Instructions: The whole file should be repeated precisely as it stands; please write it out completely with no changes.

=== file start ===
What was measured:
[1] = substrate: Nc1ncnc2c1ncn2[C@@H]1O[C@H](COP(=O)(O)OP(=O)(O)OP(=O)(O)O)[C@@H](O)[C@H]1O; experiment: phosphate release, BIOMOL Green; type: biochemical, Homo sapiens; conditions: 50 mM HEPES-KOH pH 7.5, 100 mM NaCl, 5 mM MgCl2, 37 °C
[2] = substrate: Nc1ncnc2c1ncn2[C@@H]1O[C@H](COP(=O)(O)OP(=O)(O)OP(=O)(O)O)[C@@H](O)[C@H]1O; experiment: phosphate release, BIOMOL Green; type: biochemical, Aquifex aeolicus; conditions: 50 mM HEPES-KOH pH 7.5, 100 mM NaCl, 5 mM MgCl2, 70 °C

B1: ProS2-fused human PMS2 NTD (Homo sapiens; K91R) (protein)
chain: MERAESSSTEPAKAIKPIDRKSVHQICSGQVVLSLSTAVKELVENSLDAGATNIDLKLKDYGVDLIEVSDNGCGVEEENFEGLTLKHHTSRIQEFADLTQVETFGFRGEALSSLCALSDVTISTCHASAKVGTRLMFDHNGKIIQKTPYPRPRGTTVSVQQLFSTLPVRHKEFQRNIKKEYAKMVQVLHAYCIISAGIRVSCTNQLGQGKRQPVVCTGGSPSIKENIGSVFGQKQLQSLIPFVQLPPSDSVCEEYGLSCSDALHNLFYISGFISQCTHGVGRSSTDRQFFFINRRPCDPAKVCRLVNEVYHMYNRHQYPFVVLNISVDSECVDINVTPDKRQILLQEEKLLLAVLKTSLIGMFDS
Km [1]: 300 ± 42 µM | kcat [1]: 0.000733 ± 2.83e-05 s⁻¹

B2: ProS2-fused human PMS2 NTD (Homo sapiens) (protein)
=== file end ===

What was measured:
[1] = substrate: Nc1ncnc2c1ncn2[C@@H]1O[C@H](COP(=O)(O)OP(=O)(O)OP(=O)(O)O)[C@@H](O)[C@H]1O; experiment: phosphate release, BIOMOL Green; type: biochemical, Homo sapiens; conditions: 50 mM HEPES-KOH pH 7.5, 100 mM NaCl, 5 mM MgCl2, 37 °C
[2] = substrate: Nc1ncnc2c1ncn2[C@@H]1O[C@H](COP(=O)(O)OP(=O)(O)OP(=O)(O)O)[C@@H](O)[C@H]1O; experiment: phosphate release, BIOMOL Green; type: biochemical, Aquifex aeolicus; conditions: 50 mM HEPES-KOH pH 7.5, 100 mM NaCl, 5 mM MgCl2, 70 °C

B1: ProS2-fused human PMS2 NTD (Homo sapiens; K91R) (protein)
chain: MERAESSSTEPAKAIKPIDRKSVHQICSGQVVLSLSTAVKELVENSLDAGATNIDLKLKDYGVDLIEVSDNGCGVEEENFEGLTLKHHTSRIQEFADLTQVETFGFRGEALSSLCALSDVTISTCHASAKVGTRLMFDHNGKIIQKTPYPRPRGTTVSVQQLFSTLPVRHKEFQRNIKKEYAKMVQVLHAYCIISAGIRVSCTNQLGQGKRQPVVCTGGSPSIKENIGSVFGQKQLQSLIPFVQLPPSDSVCEEYGLSCSDALHNLFYISGFISQCTHGVGRSSTDRQFFFINRRPCDPAKVCRLVNEVYHMYNRHQYPFVVLNISVDSECVDINVTPDKRQILLQEEKLLLAVLKTSLIGMFDS
Km [1]: 300 ± 42 µM | kcat [1]: 0.000733 ± 2.83e-05 s⁻¹

B2: ProS2-fused human PMS2 NTD (Homo sapiens) (protein)